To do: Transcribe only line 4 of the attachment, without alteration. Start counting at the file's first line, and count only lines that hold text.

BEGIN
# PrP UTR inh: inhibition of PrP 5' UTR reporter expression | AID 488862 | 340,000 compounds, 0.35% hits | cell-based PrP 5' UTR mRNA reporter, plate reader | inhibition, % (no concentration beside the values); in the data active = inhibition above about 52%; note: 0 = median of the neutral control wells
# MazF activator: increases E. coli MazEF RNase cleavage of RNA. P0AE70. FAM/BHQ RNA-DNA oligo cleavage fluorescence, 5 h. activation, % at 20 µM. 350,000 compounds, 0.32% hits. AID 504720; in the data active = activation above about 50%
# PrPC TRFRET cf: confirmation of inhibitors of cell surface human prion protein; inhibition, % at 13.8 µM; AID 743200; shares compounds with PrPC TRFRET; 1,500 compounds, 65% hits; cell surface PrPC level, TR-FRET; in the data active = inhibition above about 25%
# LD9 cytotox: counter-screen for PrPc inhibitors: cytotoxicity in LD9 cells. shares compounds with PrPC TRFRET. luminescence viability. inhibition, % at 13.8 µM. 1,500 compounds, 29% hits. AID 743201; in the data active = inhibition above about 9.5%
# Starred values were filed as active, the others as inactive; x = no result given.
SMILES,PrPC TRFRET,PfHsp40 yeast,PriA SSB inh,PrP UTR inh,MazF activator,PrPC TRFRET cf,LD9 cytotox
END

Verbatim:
# LD9 cytotox: counter-screen for PrPc inhibitors: cytotoxicity in LD9 cells. shares compounds with PrPC TRFRET. luminescence viability. inhibition, % at 13.8 µM. 1,500 compounds, 29% hits. AID 743201; in the data active = inhibition above about 9.5%